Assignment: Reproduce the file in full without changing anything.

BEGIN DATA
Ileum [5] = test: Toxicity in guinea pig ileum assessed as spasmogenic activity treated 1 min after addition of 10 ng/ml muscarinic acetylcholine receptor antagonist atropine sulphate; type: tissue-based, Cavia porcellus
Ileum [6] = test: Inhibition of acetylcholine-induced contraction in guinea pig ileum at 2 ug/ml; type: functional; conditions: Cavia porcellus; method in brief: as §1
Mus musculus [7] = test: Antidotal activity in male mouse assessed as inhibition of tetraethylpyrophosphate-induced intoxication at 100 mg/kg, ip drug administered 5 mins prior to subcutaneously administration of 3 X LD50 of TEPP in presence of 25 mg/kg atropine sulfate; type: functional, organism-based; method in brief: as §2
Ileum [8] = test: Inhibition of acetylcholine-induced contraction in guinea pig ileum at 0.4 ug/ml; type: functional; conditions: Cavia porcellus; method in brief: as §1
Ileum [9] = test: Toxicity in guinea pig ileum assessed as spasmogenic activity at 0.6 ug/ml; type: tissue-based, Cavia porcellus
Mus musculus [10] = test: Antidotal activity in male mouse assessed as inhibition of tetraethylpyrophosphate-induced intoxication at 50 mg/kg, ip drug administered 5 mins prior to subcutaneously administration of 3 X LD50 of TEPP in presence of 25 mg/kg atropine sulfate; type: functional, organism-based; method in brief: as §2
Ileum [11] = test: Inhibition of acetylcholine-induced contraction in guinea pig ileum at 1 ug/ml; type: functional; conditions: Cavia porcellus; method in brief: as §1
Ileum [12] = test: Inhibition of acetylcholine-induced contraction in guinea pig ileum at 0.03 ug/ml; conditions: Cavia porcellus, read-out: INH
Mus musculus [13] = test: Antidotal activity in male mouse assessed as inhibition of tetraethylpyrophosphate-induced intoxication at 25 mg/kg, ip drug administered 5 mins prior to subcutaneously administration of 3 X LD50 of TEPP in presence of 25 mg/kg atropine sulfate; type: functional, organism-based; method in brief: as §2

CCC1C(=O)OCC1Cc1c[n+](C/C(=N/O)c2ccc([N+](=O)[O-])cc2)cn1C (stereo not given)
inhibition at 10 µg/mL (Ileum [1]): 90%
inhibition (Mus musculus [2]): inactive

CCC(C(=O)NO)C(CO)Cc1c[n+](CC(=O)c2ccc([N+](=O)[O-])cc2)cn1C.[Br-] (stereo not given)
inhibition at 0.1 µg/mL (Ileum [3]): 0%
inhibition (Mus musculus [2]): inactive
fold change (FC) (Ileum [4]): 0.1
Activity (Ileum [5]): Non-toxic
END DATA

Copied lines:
Ileum [5] = test: Toxicity in guinea pig ileum assessed as spasmogenic activity treated 1 min after addition of 10 ng/ml muscarinic acetylcholine receptor antagonist atropine sulphate; type: tissue-based, Cavia porcellus
Ileum [6] = test: Inhibition of acetylcholine-induced contraction in guinea pig ileum at 2 ug/ml; type: functional; conditions: Cavia porcellus; method in brief: as §1
Mus musculus [7] = test: Antidotal activity in male mouse assessed as inhibition of tetraethylpyrophosphate-induced intoxication at 100 mg/kg, ip drug administered 5 mins prior to subcutaneously administration of 3 X LD50 of TEPP in presence of 25 mg/kg atropine sulfate; type: functional, organism-based; method in brief: as §2
Ileum [8] = test: Inhibition of acetylcholine-induced contraction in guinea pig ileum at 0.4 ug/ml; type: functional; conditions: Cavia porcellus; method in brief: as §1
Ileum [9] = test: Toxicity in guinea pig ileum assessed as spasmogenic activity at 0.6 ug/ml; type: tissue-based, Cavia porcellus
Mus musculus [10] = test: Antidotal activity in male mouse assessed as inhibition of tetraethylpyrophosphate-induced intoxication at 50 mg/kg, ip drug administered 5 mins prior to subcutaneously administration of 3 X LD50 of TEPP in presence of 25 mg/kg atropine sulfate; type: functional, organism-based; method in brief: as §2
Ileum [11] = test: Inhibition of acetylcholine-induced contraction in guinea pig ileum at 1 ug/ml; type: functional; conditions: Cavia porcellus; method in brief: as §1
Ileum [12] = test: Inhibition of acetylcholine-induced contraction in guinea pig ileum at 0.03 ug/ml; conditions: Cavia porcellus, read-out: INH
Mus musculus [13] = test: Antidotal activity in male mouse assessed as inhibition of tetraethylpyrophosphate-induced intoxication at 25 mg/kg, ip drug administered 5 mins prior to subcutaneously administration of 3 X LD50 of TEPP in presence of 25 mg/kg atropine sulfate; type: functional, organism-based; method in brief: as §2

CCC1C(=O)OCC1Cc1c[n+](C/C(=N/O)c2ccc([N+](=O)[O-])cc2)cn1C (stereo not given)
inhibition at 10 µg/mL (Ileum [1]): 90%
inhibition (Mus musculus [2]): inactive

CCC(C(=O)NO)C(CO)Cc1c[n+](CC(=O)c2ccc([N+](=O)[O-])cc2)cn1C.[Br-] (stereo not given)
inhibition at 0.1 µg/mL (Ileum [3]): 0%
inhibition (Mus musculus [2]): inactive
fold change (FC) (Ileum [4]): 0.1
Activity (Ileum [5]): Non-toxic